“Every day is different. We can successfully visit a patient at 9 a.m. and they become unreachable at 5 p.m.”

Adrien Niberon, director of care at the Choisy clinic

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“There is no visibility over the next few days and it is quite anxious”, agrees the director, Sébastien Tournebize. “We experienced a fairly similar crisis management after the passage of Hurricane Irma in 2018”, he adds. “I am proud of my staff but watch out for wear and tear”, in a context loaded by the mobilization against the vaccine obligation.

The situation is tending to calm down, however. The day before, franceinfo was able to observe, on a roadblock in Gosier, that the demonstrators allowed ambulances, Samu and nurses to pass without difficulty, when they presented their professional card. “Things have been improving for a few days and the demonstrators are letting us pass”, confirms an ambulance driver, on a lunch break in his vehicle. “But at the start, it was impossible. You had to take impossible roads to hope to arrive.”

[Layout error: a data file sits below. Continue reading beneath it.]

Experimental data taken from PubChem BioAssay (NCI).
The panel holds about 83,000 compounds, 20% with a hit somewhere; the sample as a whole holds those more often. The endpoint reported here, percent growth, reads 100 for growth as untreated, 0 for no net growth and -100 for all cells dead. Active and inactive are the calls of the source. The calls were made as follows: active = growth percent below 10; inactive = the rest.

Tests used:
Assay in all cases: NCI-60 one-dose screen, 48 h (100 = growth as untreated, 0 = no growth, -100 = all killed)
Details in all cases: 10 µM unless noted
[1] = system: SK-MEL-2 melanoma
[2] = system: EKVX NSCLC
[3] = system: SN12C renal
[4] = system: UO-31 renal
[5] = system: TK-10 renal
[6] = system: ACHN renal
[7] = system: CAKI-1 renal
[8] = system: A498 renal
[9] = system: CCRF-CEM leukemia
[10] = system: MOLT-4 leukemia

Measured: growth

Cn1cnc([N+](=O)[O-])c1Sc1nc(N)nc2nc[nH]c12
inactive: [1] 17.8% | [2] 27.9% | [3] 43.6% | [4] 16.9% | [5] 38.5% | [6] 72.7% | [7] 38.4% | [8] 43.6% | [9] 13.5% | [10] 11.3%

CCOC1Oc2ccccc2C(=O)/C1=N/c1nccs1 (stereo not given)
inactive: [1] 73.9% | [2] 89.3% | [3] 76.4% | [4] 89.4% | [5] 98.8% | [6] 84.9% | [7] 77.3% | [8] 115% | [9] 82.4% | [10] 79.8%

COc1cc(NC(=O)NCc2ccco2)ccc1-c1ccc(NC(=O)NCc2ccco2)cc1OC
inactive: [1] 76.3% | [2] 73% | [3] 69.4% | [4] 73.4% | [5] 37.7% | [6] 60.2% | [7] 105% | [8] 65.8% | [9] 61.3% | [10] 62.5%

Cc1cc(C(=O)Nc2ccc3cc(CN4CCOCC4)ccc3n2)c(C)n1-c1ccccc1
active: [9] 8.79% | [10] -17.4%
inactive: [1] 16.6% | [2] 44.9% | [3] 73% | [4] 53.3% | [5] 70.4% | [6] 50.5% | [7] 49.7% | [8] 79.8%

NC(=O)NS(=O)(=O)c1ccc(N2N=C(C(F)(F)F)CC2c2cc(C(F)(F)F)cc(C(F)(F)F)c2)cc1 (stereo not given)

Protesters let a nurse cross a roadblock in Le Gosier, Guadeloupe, on November 23, 2021. & nbsp;  (FABIEN MAGNENOU / FRANCEINFO)

Nevertheless, “the personnel cannot always foresee the reception which will be reserved for them on the dams”, says Adrien Niberon. The municipalities of Sainte-Rose and Basse-Terre, in particular, are among the black spots where the passages remain random. Kheira Hue, she is still scalded by the evening of Thursday, the first night of the dams. “We had left in a convoy with colleagues from the clinic, and we came across roadblocks with armed people with chainsaws”. Her son had called her three times that evening. “He wasn’t used to me coming home at 1 in the morning.”